“We have taken your point on this but it will cause us problems,” he said, pointing out that his government was then in a minority position and facing rebellion on a number of fronts.

“We must therefore get the support of the Progressive Democrats if we are to avoid a prima-facie requirement. This is crucial.

“Some months ago, I briefed their leader [Des O’Malley] personally on the subject . . . I also briefed him before the text of the Bill appeared as did the minister for justice. The trouble is there are a lot of barrack-room lawyers around him to whom he listens.”

FitzGerald said O’Malley had suggested a way out through some sort of certificate for each case and the attorney general John Rogers was looking at ways of making such a certificate non-justifiable.

“If we do not get this it will be disastrous. Prima facie would be worse than it is now,” said the taoiseach.

He went on to describe the problems facing his government on both extradition and the budget which was going to involve about £8 billion in cuts.

“Yes. You mentioned this to me at dinner. You fair rocked me back,” said Thatcher.

FitzGerald then speculated what would happen if his government lost power in the coming months, which he thought likely.

“Mr Haughey will not, I think, disturb the agreement. If we have got the extradition legislation on the statute book I believe he won’t disturb that either, though he himself could not, politically, introduce it.

“The legislation will come into force in June without his being required to take any positive action, that is, if he is in my position then! We want to be sure now to be able to get a budget in place, having got the extradition legislation through parliament.”

American money

FitzGerald then raised with Thatcher the prospect of EU funding to support the International Fund for Ireland, which depended on American money, but he ran into a brick wall.

“I wouldn’t dream of asking them. We would be paying 75 per cent of whatever was obtained. I wouldn’t dream of asking the commission for this.

“Europe has other problems, like the Basque problem. We shouldn’t get into this,” she said.

The mood was lightened by an exchange on Sellafield when FitzGerald said: “One more thing – and hear me out without exploding!”

“You mean I have to fasten my seat belt,” said Thatcher.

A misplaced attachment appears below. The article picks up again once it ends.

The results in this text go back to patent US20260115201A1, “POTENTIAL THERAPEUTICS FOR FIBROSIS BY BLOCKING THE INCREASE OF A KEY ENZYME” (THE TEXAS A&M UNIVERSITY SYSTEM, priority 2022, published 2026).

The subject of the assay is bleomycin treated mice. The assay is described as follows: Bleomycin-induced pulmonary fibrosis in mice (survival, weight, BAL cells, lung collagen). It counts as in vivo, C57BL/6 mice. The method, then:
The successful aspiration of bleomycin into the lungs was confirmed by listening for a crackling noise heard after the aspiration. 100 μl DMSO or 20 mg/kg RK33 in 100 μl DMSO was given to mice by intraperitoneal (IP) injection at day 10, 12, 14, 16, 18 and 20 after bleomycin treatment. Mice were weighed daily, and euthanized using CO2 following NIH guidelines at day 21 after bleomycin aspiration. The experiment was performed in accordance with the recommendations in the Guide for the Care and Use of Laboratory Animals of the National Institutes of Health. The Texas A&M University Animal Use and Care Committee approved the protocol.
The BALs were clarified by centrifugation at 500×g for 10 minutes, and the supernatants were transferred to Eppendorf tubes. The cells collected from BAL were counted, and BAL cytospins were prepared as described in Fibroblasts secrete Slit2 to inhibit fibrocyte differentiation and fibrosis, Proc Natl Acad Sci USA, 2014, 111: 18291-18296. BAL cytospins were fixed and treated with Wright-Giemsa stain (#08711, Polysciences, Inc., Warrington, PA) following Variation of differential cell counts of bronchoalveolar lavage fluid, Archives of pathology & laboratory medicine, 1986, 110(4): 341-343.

“Yes. Last week the Dáil passed a motion asking that Sellafield be closed.

“ If I am asked whether I raised this with you at this meeting I will have to say that I did. This, I know, is contrary to our understanding about these meetings that whatever we discuss is not made public afterwards,” said FitzGerald.

“Noted,” she replied.

The two leaders reaffirmed their commitment to the Anglo-Irish Agreement before the meeting ended.

The note of the meeting by cabinet secretary Dermot Nally ended with the prime minister speculating about the pressure on her for an election and other issues “including, rather a wistful reference to whether she could continue, in all seriousness, to send young men to their deaths in Northern Ireland”.

Almost two weeks later, Thatcher sent a message to FitzGerald congratulating him on getting the Extradition Bill passed by the Dáil.

“I know that this has not been easy for your government and I must appreciate the efforts which you have made to get it through . . . it will provide a strong weapon in the continuing fight against terrorism in these islands. Best wishes for Christmas and the New Year. Yours ever, Margaret.”

It was a close-run thing in the Dáil with the government managing to get the Bill through only on the casting vote of the ceann comhairle.

In his memoirs FitzGerald recalled how the dying Oliver Flanagan – father of current Minister for Foreign Affairs Charlie Flanagan – came into the Dáil to ensure the passage of the Bill.

He received a spontaneous round of applause from the entire House.

Stephen Collins

Stephen Collins

Stephen Collins is a columnist with and former political editor of The Irish Times